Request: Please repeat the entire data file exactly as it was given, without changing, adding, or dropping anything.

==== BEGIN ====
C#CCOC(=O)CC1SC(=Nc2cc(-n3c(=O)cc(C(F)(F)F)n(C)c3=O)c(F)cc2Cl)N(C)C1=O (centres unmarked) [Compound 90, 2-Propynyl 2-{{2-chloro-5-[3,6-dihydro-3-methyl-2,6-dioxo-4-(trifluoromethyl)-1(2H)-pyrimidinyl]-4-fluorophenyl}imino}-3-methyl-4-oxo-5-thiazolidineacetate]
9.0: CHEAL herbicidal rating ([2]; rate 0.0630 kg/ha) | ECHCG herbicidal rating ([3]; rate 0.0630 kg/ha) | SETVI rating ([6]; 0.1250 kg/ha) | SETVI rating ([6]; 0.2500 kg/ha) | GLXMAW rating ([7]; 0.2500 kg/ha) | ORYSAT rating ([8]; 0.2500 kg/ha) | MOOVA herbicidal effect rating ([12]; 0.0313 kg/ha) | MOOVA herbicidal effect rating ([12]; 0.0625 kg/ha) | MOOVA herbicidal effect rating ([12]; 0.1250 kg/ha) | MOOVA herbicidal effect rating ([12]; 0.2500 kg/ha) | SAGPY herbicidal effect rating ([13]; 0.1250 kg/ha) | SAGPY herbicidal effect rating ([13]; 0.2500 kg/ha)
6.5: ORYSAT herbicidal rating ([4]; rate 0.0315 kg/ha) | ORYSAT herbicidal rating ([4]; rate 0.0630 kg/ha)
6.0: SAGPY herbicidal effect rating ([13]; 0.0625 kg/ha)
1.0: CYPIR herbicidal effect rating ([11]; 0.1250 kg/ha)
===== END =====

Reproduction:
C#CCOC(=O)CC1SC(=Nc2cc(-n3c(=O)cc(C(F)(F)F)n(C)c3=O)c(F)cc2Cl)N(C)C1=O (centres unmarked) [Compound 90, 2-Propynyl 2-{{2-chloro-5-[3,6-dihydro-3-methyl-2,6-dioxo-4-(trifluoromethyl)-1(2H)-pyrimidinyl]-4-fluorophenyl}imino}-3-methyl-4-oxo-5-thiazolidineacetate]
9.0: CHEAL herbicidal rating ([2]; rate 0.0630 kg/ha) | ECHCG herbicidal rating ([3]; rate 0.0630 kg/ha) | SETVI rating ([6]; 0.1250 kg/ha) | SETVI rating ([6]; 0.2500 kg/ha) | GLXMAW rating ([7]; 0.2500 kg/ha) | ORYSAT rating ([8]; 0.2500 kg/ha) | MOOVA herbicidal effect rating ([12]; 0.0313 kg/ha) | MOOVA herbicidal effect rating ([12]; 0.0625 kg/ha) | MOOVA herbicidal effect rating ([12]; 0.1250 kg/ha) | MOOVA herbicidal effect rating ([12]; 0.2500 kg/ha) | SAGPY herbicidal effect rating ([13]; 0.1250 kg/ha) | SAGPY herbicidal effect rating ([13]; 0.2500 kg/ha)
6.5: ORYSAT herbicidal rating ([4]; rate 0.0315 kg/ha) | ORYSAT herbicidal rating ([4]; rate 0.0630 kg/ha)
6.0: SAGPY herbicidal effect rating ([13]; 0.0625 kg/ha)
1.0: CYPIR herbicidal effect rating ([11]; 0.1250 kg/ha)